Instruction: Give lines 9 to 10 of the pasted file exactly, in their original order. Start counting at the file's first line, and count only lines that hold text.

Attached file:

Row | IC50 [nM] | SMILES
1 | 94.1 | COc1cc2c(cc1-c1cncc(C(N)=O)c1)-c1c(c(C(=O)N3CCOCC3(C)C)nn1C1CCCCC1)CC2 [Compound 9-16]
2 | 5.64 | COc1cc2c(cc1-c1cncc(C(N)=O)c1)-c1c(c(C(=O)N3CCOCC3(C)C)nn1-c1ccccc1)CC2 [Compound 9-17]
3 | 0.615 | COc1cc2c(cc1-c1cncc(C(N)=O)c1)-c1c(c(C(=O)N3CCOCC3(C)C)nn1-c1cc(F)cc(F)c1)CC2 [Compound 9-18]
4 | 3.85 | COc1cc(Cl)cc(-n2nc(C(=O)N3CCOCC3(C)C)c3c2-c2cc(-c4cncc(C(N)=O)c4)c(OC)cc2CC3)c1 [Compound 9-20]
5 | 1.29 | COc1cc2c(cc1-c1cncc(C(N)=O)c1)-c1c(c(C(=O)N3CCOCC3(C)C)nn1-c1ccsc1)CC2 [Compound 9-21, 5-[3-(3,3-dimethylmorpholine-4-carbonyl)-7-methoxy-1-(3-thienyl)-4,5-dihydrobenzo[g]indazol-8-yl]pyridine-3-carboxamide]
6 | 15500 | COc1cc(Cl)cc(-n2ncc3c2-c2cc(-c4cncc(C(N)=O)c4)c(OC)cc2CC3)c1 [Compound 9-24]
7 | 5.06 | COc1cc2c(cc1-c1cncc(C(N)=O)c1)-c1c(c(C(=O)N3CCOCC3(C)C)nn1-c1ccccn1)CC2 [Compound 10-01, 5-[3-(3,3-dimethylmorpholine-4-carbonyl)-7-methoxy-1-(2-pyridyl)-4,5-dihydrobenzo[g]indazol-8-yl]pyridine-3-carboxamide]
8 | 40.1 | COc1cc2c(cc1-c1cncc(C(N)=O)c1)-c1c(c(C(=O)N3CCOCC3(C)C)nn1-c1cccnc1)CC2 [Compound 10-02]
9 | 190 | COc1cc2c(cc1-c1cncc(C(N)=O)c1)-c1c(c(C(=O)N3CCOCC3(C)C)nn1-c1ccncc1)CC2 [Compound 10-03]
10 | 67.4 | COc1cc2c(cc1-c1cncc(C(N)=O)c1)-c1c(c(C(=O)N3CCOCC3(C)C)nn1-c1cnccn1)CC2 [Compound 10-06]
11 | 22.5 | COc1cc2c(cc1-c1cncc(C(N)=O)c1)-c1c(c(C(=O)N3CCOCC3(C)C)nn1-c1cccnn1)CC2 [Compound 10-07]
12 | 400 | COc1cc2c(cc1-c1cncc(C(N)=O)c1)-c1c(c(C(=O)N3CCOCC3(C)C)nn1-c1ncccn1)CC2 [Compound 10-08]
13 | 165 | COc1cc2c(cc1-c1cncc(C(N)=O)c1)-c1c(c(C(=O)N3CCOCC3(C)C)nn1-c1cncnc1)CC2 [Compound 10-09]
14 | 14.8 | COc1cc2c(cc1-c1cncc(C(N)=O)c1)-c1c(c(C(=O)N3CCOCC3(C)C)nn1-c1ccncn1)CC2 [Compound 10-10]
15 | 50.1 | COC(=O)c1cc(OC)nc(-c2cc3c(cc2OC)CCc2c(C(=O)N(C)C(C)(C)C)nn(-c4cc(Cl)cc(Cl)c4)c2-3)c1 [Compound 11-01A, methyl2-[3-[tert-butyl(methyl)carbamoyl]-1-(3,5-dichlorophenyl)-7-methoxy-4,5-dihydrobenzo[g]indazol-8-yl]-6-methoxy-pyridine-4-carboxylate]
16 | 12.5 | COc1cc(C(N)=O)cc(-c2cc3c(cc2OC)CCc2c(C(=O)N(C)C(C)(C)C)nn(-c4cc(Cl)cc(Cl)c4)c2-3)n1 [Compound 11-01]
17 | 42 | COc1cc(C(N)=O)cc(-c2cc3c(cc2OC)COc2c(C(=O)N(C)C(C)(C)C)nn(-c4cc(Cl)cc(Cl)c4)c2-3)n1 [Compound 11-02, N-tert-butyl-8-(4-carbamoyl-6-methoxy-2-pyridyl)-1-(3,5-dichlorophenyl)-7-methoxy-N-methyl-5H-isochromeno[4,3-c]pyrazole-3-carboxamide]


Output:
8 | 40.1 | COc1cc2c(cc1-c1cncc(C(N)=O)c1)-c1c(c(C(=O)N3CCOCC3(C)C)nn1-c1cccnc1)CC2 [Compound 10-02]
9 | 190 | COc1cc2c(cc1-c1cncc(C(N)=O)c1)-c1c(c(C(=O)N3CCOCC3(C)C)nn1-c1ccncc1)CC2 [Compound 10-03]